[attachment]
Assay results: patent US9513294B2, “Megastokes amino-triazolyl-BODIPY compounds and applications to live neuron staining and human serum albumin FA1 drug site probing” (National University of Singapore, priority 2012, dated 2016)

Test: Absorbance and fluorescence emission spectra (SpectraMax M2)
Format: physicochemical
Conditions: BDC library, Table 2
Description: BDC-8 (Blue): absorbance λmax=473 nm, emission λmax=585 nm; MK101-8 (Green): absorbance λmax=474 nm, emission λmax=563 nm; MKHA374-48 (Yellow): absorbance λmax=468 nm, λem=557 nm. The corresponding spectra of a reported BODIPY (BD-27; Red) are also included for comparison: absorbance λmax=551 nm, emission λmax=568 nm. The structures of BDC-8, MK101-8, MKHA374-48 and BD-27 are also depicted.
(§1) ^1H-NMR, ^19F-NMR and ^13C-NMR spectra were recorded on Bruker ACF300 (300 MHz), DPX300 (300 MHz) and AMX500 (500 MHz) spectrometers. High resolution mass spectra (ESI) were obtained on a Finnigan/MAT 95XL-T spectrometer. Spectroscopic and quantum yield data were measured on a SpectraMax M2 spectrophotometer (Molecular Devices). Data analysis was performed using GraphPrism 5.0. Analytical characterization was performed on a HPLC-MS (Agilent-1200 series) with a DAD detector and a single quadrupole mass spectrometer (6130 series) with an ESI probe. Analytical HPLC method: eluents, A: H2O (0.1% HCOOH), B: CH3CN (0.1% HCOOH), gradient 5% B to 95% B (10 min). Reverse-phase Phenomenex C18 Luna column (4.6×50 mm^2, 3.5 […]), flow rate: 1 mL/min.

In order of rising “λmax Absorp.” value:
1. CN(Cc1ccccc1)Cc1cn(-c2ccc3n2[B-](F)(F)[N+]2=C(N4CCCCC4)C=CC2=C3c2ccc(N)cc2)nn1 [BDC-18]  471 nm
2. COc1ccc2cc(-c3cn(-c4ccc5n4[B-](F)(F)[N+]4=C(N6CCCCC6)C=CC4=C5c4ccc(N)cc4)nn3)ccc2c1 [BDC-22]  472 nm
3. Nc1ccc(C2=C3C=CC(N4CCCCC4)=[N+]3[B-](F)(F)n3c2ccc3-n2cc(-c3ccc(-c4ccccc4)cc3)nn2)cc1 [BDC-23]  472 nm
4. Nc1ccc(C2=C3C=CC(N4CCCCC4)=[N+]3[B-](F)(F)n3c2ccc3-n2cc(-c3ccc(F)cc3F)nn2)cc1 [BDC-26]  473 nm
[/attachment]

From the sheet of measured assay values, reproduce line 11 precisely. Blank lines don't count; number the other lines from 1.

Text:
4. Nc1ccc(C2=C3C=CC(N4CCCCC4)=[N+]3[B-](F)(F)n3c2ccc3-n2cc(-c3ccc(F)cc3F)nn2)cc1 [BDC-26]  473 nm